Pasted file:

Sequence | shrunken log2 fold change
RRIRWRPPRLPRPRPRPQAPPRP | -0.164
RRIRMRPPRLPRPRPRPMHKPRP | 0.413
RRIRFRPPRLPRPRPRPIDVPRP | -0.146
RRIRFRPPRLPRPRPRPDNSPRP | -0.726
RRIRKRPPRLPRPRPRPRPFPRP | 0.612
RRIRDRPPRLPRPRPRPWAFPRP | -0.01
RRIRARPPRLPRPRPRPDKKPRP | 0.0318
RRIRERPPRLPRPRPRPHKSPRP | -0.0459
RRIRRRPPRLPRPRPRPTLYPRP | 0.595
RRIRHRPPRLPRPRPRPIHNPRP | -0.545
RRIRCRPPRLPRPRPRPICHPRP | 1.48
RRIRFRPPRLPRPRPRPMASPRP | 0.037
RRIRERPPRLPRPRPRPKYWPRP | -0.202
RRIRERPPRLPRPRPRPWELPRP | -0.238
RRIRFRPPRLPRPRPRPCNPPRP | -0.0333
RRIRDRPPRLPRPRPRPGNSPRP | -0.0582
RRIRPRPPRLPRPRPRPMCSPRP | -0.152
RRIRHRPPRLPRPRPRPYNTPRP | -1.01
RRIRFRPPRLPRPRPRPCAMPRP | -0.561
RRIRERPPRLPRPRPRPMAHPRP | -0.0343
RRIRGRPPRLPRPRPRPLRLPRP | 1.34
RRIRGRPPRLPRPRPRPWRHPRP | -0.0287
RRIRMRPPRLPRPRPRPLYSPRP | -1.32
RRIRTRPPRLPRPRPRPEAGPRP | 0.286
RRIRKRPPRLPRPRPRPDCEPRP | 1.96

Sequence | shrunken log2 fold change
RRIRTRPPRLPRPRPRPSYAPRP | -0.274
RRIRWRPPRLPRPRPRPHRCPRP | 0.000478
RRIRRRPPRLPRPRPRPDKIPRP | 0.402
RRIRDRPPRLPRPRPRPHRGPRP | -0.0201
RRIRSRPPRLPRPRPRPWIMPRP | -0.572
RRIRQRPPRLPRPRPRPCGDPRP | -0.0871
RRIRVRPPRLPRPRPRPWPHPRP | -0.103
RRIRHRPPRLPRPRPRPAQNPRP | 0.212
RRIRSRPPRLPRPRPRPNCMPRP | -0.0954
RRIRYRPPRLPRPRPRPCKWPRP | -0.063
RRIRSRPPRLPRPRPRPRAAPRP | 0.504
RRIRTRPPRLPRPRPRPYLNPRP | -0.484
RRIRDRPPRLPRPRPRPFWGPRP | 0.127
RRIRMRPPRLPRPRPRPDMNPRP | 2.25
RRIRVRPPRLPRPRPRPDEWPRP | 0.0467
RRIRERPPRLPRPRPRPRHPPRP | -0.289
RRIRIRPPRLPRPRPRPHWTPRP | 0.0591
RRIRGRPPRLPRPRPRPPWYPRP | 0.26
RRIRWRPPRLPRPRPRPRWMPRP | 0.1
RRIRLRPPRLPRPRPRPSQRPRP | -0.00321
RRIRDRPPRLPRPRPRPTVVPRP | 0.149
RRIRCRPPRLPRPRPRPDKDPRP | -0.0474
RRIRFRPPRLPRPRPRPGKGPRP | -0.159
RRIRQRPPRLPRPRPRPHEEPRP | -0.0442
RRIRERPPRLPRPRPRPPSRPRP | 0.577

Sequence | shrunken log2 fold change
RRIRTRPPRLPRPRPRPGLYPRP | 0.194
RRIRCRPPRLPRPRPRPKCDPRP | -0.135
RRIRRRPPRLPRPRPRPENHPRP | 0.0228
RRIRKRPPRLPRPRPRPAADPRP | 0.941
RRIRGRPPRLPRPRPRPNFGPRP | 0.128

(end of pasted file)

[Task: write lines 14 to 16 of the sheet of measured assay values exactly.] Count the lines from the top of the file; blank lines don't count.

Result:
RRIRERPPRLPRPRPRPKYWPRP | -0.202
RRIRERPPRLPRPRPRPWELPRP | -0.238
RRIRFRPPRLPRPRPRPCNPPRP | -0.0333